Jacinda Ardern's partner Clarke Gayford has defended the Prime Minister's decisions regarding Covid-19 after many voiced opinions that she has overreacted with the nationwide lockdown.
This morning on Twitter, Gayford said: "Spare a thought today for anyone suffering a form of cognitive dissonance causing dismay that the ambulance at the bottom of the cliff is empty because the fence at the top is working."
The popular phrase is used by New Zealand politicians, which suggests that the problem is being looked at backwards, through trying to treat its consequences rather than its cause.
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In essence, it's a restatement of the proverb, "prevention is better than cure".
Gayford also shared a quote by former US politician Bill Bullard that reads: "Opinion is really the lowest form of human knowledge. It requires no accountability, no understanding. The highest form of knowledge is empathy, for it requires us to suspend our egos and live in another's world. It requires profound purpose larger than the self kind of understanding."
Gayford's Tweet is most likely aimed at those who believe Ardern's decision to keep New Zealand in a nationwide lockdown is one of overreaction as New Zealand's economy continues to suffer.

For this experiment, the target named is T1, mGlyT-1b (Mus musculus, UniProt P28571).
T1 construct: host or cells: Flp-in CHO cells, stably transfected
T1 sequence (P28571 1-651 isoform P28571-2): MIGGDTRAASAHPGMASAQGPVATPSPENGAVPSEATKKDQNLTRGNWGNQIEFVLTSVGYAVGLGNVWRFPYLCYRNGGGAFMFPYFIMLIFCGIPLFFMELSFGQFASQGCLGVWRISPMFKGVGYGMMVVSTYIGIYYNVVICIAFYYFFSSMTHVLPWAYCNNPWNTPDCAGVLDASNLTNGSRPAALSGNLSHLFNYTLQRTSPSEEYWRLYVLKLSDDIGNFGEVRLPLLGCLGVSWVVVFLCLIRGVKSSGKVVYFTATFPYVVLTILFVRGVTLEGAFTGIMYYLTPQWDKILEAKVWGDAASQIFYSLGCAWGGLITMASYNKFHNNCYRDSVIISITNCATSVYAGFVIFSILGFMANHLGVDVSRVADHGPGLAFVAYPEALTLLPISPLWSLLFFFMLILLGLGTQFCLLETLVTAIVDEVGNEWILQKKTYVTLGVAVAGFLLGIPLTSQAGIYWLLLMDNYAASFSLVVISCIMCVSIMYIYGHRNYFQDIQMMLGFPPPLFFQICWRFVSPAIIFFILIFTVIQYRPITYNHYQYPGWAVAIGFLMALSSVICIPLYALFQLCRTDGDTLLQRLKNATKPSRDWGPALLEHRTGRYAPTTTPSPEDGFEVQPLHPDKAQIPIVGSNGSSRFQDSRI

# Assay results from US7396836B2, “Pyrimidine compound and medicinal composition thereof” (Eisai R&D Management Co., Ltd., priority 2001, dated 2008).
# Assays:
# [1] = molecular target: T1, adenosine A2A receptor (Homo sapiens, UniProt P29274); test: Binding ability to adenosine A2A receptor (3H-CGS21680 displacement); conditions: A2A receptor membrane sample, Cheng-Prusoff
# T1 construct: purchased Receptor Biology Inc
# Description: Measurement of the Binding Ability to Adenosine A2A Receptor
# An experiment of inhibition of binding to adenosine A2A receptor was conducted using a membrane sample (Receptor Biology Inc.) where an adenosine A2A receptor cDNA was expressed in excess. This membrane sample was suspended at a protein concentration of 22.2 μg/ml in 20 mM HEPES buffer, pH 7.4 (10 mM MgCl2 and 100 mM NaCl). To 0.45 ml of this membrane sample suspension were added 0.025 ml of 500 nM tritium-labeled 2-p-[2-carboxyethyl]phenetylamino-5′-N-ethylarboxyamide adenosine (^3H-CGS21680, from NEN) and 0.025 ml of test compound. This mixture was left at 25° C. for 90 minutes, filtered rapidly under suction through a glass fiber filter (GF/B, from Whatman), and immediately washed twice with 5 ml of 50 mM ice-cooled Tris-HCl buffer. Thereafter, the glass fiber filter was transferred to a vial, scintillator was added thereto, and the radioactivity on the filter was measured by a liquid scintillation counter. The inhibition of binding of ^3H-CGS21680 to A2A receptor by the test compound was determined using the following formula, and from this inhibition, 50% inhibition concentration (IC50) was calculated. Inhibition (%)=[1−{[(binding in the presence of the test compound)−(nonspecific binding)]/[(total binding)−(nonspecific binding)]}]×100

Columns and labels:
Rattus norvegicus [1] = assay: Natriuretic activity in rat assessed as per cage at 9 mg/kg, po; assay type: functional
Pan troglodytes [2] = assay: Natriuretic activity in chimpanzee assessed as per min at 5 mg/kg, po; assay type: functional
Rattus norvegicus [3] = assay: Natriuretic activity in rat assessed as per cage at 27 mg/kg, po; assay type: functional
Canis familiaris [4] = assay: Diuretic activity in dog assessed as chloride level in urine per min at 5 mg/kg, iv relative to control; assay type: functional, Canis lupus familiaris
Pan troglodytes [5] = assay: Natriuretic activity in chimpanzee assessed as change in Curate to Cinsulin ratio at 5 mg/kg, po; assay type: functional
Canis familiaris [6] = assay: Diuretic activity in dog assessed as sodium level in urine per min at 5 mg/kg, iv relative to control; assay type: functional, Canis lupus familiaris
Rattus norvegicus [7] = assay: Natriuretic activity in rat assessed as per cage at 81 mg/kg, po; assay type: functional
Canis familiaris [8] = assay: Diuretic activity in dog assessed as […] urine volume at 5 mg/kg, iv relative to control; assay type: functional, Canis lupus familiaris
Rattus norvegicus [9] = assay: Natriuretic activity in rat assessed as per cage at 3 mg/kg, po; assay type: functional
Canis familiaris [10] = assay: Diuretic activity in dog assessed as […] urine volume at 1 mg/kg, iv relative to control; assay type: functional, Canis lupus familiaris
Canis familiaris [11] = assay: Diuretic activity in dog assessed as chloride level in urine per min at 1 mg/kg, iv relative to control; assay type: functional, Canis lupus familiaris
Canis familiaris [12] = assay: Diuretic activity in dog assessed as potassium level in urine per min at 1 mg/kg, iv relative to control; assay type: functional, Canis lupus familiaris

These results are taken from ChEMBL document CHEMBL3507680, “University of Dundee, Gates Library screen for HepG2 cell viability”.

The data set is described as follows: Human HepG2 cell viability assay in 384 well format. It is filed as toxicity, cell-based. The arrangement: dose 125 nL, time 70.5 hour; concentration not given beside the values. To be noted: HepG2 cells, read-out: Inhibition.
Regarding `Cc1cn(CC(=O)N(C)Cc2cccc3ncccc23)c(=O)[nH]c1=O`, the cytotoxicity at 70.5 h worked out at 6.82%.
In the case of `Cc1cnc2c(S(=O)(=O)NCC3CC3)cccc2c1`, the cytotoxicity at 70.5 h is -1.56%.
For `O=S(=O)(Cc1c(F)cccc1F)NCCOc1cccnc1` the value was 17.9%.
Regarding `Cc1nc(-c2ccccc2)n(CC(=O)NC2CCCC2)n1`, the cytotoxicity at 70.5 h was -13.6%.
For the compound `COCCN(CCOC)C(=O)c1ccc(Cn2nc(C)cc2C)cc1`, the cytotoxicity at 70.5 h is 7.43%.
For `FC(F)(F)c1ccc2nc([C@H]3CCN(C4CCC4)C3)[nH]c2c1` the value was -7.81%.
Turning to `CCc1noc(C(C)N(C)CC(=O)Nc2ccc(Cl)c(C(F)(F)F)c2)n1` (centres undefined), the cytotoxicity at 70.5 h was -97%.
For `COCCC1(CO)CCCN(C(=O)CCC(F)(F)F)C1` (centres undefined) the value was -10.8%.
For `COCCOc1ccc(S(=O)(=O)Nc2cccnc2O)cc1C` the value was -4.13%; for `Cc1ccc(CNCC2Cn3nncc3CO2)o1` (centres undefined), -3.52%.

Others have already agreed with his sentiment, with many commenting "preach", "amen my brother" and "thankfully they're in the minority — we support you".
Ardern has continually stood by her decision to keep New Zealand in lockdown and has remained cautious on lowering the alert level to 3.
In a press conference yesterday, Ardern said the measures taken by the Government had put New Zealand in a "rare" position to stamp out the virus, and she pushed back on suggestions that the lockdown had been too severe.
"We should not confuse the success of our actions with overreaction, and there is plenty of proof around the world of the devastating result of responding too late."
Prime Minister Jacinda Ardern yesterday reminded New Zealanders that there will be at least six more days of the level 4 lockdown, and Cabinet will not decide before Monday whether to lift it.
The number of new cases announced yesterday - 15 - continued to follow the declining pattern since April 5, but it was more noteworthy because the number of tests (3661) far exceeded the lull in testing numbers over the Easter break.
The death toll stands at nine, although a post-mortem is underway for an Invercargill man whose death is thought to be coronavirus-related.
The total of confirmed and probable cases is 1401, but the number of recovered cases (770) now far exceeds the number of active cases (622).